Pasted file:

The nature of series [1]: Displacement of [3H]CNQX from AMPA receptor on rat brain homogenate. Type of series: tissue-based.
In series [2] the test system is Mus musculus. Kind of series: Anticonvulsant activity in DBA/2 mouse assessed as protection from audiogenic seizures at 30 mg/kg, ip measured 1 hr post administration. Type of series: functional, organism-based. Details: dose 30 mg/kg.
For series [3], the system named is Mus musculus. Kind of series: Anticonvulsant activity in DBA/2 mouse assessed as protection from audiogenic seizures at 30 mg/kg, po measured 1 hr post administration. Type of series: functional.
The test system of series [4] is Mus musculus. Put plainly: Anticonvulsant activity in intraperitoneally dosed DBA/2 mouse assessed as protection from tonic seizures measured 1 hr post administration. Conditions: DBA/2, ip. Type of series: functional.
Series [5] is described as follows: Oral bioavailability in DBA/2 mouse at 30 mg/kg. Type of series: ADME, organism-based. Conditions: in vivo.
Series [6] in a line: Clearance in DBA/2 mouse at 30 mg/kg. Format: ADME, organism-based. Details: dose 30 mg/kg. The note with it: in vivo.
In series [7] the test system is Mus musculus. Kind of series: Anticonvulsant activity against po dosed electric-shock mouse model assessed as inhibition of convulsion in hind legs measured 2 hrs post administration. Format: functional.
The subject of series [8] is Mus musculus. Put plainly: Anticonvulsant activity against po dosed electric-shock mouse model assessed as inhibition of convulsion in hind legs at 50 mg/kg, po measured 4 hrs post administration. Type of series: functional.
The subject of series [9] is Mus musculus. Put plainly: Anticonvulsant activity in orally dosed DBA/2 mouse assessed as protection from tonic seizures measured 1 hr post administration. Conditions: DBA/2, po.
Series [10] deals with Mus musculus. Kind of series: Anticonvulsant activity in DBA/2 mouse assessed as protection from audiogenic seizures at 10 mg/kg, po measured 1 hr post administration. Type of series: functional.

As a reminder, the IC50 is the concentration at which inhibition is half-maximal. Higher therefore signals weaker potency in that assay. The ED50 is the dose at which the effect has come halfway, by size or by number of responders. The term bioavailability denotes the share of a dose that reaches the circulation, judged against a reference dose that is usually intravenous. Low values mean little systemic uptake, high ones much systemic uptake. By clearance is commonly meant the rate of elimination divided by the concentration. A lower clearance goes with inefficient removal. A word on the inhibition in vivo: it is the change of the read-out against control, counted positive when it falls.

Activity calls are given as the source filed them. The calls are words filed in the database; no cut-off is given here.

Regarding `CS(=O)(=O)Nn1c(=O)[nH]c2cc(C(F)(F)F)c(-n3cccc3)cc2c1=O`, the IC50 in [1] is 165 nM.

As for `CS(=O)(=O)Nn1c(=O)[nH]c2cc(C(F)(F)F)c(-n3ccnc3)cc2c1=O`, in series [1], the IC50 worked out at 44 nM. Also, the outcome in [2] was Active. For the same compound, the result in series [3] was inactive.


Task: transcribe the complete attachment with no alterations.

The nature of series [1]: Displacement of [3H]CNQX from AMPA receptor on rat brain homogenate. Type of series: tissue-based.
In series [2] the test system is Mus musculus. Kind of series: Anticonvulsant activity in DBA/2 mouse assessed as protection from audiogenic seizures at 30 mg/kg, ip measured 1 hr post administration. Type of series: functional, organism-based. Details: dose 30 mg/kg.
For series [3], the system named is Mus musculus. Kind of series: Anticonvulsant activity in DBA/2 mouse assessed as protection from audiogenic seizures at 30 mg/kg, po measured 1 hr post administration. Type of series: functional.
The test system of series [4] is Mus musculus. Put plainly: Anticonvulsant activity in intraperitoneally dosed DBA/2 mouse assessed as protection from tonic seizures measured 1 hr post administration. Conditions: DBA/2, ip. Type of series: functional.
Series [5] is described as follows: Oral bioavailability in DBA/2 mouse at 30 mg/kg. Type of series: ADME, organism-based. Conditions: in vivo.
Series [6] in a line: Clearance in DBA/2 mouse at 30 mg/kg. Format: ADME, organism-based. Details: dose 30 mg/kg. The note with it: in vivo.
In series [7] the test system is Mus musculus. Kind of series: Anticonvulsant activity against po dosed electric-shock mouse model assessed as inhibition of convulsion in hind legs measured 2 hrs post administration. Format: functional.
The subject of series [8] is Mus musculus. Put plainly: Anticonvulsant activity against po dosed electric-shock mouse model assessed as inhibition of convulsion in hind legs at 50 mg/kg, po measured 4 hrs post administration. Type of series: functional.
The subject of series [9] is Mus musculus. Put plainly: Anticonvulsant activity in orally dosed DBA/2 mouse assessed as protection from tonic seizures measured 1 hr post administration. Conditions: DBA/2, po.
Series [10] deals with Mus musculus. Kind of series: Anticonvulsant activity in DBA/2 mouse assessed as protection from audiogenic seizures at 10 mg/kg, po measured 1 hr post administration. Type of series: functional.

As a reminder, the IC50 is the concentration at which inhibition is half-maximal. Higher therefore signals weaker potency in that assay. The ED50 is the dose at which the effect has come halfway, by size or by number of responders. The term bioavailability denotes the share of a dose that reaches the circulation, judged against a reference dose that is usually intravenous. Low values mean little systemic uptake, high ones much systemic uptake. By clearance is commonly meant the rate of elimination divided by the concentration. A lower clearance goes with inefficient removal. A word on the inhibition in vivo: it is the change of the read-out against control, counted positive when it falls.

Activity calls are given as the source filed them. The calls are words filed in the database; no cut-off is given here.

Regarding `CS(=O)(=O)Nn1c(=O)[nH]c2cc(C(F)(F)F)c(-n3cccc3)cc2c1=O`, the IC50 in [1] is 165 nM.

As for `CS(=O)(=O)Nn1c(=O)[nH]c2cc(C(F)(F)F)c(-n3ccnc3)cc2c1=O`, in series [1], the IC50 worked out at 44 nM. Also, the outcome in [2] was Active. For the same compound, the result in series [3] was inactive.